I have run a hydrodynamic model which has given me a grid of surface elevations throughout a bay.

I am trying to process the results in ArcMap (or QGIS if needed). My goal is to take the current grid and buffer/expand (not sure of the correct terminology) the extent of the grid by 2 cells the whole way around, and have the new buffered cells inherit the value (water surface elevation value) from the neighboring cells from which they were expanded.

From what I have worked out so far there is an Expand tool in the Spatial Analyst toolbox, however, it only works on integer rasters, and I am dealing with a float raster.

I converted my grid to an esri raster grid (displayed in red below) and then used the expand tool to expand the raster by 2 cells (expanded area displayed in green below). I then used the raster calculator and a Con statement to recopy the float values back to the expanded raster. However, this does not copy any values over to the expanded cells.

So my question is, is there any way to somehow interpolate or use a nearest neighbor type tool to set the values of the expanded cells to the nearby cells from which they were expanded?

I have out together an example image to help me explain my problem: Example Image

Any ideas/help would be great!


  • you could extract the cells that neighbour (for speed) raster to point, point to TIN, TIN to raster and then Con on an isnull to fill the cells. Apr 9, 2014 at 5:01
  • Hmmmm, that sounds like a great idea. Will try that shortly. Looks like i'm going to have to learn how to use the model builder to automate this whole process to redo it on a number of result files.
    – user27275
    Apr 9, 2014 at 5:20
  • 1
    As the comment seems to fully address and solve the problem, it would be great if you could consider expanding it a little bit and post the solution as an answer (eventually accept it). Answers are searchable, editable, ratable, thus essential to maintain the very spirit of the GIS.SE community. Additionally it will also remove the question from the unanswered list.
    – lavarider
    Apr 9, 2014 at 8:18
  • Better and faster: using Con with a condition based on the Euclidean distance to your data, patch a focal mean grid around the boundary. In fact, the focal mean grid alone (using a circular neighborhood of 2 cell radius) might be a good solution all by itself.
    – whuber
    Apr 9, 2014 at 14:59
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    I like that approach as an implicit answer to the question, should you need more than 2 cells then increase the size of the neighbourhood. Unfortunately if there is a sudden rise on the landward side this will affect the result giving bumps in the sea as there is a possibility that the average is greater than the coast. Apr 9, 2014 at 22:00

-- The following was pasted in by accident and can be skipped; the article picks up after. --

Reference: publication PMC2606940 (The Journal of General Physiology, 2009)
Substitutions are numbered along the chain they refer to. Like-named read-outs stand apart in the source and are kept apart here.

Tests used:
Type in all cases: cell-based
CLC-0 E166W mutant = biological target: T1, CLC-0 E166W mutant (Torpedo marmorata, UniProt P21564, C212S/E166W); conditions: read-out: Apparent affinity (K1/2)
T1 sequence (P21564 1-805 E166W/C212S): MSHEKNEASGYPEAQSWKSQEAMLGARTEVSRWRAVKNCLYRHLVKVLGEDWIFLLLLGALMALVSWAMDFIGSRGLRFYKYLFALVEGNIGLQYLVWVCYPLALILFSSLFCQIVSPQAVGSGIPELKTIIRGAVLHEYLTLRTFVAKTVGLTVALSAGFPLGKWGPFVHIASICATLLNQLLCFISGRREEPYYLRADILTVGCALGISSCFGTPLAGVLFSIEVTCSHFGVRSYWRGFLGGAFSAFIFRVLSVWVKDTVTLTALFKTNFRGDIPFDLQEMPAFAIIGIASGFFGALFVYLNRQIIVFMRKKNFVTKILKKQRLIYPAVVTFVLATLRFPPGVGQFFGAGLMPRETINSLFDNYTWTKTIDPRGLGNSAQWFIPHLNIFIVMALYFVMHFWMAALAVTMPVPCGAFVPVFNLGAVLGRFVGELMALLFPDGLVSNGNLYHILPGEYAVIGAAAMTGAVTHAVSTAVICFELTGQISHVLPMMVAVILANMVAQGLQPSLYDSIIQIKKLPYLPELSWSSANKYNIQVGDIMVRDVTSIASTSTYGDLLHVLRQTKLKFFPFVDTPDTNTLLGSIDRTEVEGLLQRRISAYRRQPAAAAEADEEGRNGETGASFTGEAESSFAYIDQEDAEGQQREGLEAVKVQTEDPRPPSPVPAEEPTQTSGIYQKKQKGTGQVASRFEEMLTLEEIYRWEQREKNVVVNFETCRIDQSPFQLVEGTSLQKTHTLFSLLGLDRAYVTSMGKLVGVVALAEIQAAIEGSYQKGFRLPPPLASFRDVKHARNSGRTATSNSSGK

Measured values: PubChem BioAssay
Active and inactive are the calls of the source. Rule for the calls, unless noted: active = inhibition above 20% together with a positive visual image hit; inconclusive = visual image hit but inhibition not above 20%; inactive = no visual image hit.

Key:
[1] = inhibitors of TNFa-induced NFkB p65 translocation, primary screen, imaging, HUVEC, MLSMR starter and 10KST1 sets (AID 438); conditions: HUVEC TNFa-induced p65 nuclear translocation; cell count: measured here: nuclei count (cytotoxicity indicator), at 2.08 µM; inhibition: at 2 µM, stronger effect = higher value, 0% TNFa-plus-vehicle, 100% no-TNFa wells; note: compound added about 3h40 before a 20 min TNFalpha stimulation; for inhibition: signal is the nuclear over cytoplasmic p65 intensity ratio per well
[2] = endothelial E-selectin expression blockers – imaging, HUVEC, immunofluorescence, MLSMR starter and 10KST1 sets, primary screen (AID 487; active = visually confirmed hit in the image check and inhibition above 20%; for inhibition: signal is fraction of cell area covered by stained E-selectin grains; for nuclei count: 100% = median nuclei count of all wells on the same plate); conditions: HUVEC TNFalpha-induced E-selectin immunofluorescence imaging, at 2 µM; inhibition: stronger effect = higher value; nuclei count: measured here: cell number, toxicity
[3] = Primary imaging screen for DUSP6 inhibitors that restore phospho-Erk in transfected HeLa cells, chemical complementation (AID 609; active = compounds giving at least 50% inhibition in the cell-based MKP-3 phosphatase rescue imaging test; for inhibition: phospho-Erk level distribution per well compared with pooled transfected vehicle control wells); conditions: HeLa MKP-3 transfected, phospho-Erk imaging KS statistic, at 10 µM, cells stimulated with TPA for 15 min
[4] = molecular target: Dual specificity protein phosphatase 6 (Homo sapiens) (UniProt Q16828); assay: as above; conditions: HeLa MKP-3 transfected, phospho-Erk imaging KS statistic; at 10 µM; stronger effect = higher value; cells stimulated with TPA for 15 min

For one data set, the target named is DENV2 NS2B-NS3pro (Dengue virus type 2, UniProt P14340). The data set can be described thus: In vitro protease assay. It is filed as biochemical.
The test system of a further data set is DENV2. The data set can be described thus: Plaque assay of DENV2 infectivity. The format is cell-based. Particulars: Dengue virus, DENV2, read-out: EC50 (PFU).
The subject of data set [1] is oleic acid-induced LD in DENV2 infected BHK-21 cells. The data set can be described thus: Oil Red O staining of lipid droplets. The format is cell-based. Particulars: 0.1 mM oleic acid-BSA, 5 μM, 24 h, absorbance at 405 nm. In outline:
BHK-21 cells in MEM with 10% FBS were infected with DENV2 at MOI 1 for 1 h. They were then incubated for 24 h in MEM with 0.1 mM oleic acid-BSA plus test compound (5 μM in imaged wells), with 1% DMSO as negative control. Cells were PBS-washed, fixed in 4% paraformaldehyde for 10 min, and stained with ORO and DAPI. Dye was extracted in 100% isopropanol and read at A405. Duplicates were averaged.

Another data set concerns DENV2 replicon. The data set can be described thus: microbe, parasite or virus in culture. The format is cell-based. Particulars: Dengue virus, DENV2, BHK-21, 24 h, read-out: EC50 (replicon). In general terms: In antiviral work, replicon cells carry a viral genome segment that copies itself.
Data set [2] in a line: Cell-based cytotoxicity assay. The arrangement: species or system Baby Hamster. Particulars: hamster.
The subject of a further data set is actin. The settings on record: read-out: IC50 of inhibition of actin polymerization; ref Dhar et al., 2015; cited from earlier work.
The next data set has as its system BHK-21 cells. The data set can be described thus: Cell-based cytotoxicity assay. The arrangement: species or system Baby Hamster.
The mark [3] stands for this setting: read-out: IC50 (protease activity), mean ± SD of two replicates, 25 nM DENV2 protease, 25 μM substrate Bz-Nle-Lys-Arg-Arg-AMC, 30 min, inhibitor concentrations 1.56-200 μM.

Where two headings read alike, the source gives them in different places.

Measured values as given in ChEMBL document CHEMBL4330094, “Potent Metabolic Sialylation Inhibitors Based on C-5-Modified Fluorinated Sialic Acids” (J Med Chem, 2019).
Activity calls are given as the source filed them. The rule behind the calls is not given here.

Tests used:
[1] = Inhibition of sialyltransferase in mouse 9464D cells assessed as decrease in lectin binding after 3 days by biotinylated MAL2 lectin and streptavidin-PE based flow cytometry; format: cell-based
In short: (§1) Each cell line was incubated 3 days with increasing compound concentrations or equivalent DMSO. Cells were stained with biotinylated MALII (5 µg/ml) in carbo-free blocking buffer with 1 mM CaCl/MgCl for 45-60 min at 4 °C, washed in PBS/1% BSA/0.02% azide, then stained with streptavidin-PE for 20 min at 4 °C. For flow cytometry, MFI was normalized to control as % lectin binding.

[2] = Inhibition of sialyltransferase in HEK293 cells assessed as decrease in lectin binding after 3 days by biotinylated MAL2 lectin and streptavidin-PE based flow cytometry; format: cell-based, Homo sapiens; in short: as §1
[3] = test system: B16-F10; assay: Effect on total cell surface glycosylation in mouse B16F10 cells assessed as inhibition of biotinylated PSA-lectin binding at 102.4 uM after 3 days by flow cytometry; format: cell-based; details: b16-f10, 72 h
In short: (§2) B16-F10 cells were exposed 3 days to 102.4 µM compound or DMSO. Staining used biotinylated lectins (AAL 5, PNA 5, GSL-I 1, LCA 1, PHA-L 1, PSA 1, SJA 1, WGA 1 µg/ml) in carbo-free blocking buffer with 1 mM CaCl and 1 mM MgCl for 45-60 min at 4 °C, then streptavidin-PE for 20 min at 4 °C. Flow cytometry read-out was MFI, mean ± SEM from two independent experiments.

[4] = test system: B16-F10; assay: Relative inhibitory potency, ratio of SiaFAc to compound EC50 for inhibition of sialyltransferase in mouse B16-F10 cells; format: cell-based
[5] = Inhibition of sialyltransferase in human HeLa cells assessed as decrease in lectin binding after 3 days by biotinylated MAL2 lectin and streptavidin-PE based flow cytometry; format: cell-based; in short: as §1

2 Answers 2


Define your area of interest with all the cells to be filled and a reasonable amount of neighboring cells, either raster or geometry and use extract by mask to smaller sample to reduce the processing time. Convert the extracted raster to point using raster to point (this will ignore the null cells).

From the derived points create either a TIN or Terrain which can then be rasterized using either TIN to Raster or Terrain to Raster. TIN is faster but has a point limit - anything near 1 million points and I would definitely go with the terrain! It would be good at this stage to use the original raster as a snap raster in the environment settings of the tool, this will ensure that the cells align; also specify the cell size from the original raster.

To insert the interpolated values back into the original perform IsNULL which will give a binary raster 1 where it is null and 0 where the raster has a value - use con with the condition raster as the isnull raster.


There is another simple alternative, assuming you are expanding into no data cells.

Raster menu > Analysis > fill nodata

Then set the distance in cells into which you wish to expand. It requires almost no processing power.

Hope that helps someone!

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